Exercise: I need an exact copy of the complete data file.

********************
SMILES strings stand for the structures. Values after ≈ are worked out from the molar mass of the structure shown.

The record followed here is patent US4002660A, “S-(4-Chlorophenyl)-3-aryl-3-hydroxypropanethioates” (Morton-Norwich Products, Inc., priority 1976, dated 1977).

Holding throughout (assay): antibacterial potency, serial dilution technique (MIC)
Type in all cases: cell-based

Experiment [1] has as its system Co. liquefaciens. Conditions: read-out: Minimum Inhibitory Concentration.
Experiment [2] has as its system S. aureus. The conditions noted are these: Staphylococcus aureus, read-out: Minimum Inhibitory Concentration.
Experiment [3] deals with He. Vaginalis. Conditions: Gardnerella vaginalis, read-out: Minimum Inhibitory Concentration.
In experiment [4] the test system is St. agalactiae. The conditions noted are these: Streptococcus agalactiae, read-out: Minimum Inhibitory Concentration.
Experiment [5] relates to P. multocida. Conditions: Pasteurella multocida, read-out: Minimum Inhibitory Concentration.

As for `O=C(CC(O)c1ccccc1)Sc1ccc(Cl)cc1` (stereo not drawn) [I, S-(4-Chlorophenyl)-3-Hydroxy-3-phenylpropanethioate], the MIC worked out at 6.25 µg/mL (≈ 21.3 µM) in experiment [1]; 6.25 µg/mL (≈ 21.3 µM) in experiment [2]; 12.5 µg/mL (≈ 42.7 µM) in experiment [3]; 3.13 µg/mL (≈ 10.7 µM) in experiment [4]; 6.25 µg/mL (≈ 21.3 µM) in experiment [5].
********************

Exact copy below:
SMILES strings stand for the structures. Values after ≈ are worked out from the molar mass of the structure shown.

The record followed here is patent US4002660A, “S-(4-Chlorophenyl)-3-aryl-3-hydroxypropanethioates” (Morton-Norwich Products, Inc., priority 1976, dated 1977).

Holding throughout (assay): antibacterial potency, serial dilution technique (MIC)
Type in all cases: cell-based

Experiment [1] has as its system Co. liquefaciens. Conditions: read-out: Minimum Inhibitory Concentration.
Experiment [2] has as its system S. aureus. The conditions noted are these: Staphylococcus aureus, read-out: Minimum Inhibitory Concentration.
Experiment [3] deals with He. Vaginalis. Conditions: Gardnerella vaginalis, read-out: Minimum Inhibitory Concentration.
In experiment [4] the test system is St. agalactiae. The conditions noted are these: Streptococcus agalactiae, read-out: Minimum Inhibitory Concentration.
Experiment [5] relates to P. multocida. Conditions: Pasteurella multocida, read-out: Minimum Inhibitory Concentration.

As for `O=C(CC(O)c1ccccc1)Sc1ccc(Cl)cc1` (stereo not drawn) [I, S-(4-Chlorophenyl)-3-Hydroxy-3-phenylpropanethioate], the MIC worked out at 6.25 µg/mL (≈ 21.3 µM) in experiment [1]; 6.25 µg/mL (≈ 21.3 µM) in experiment [2]; 12.5 µg/mL (≈ 42.7 µM) in experiment [3]; 3.13 µg/mL (≈ 10.7 µM) in experiment [4]; 6.25 µg/mL (≈ 21.3 µM) in experiment [5].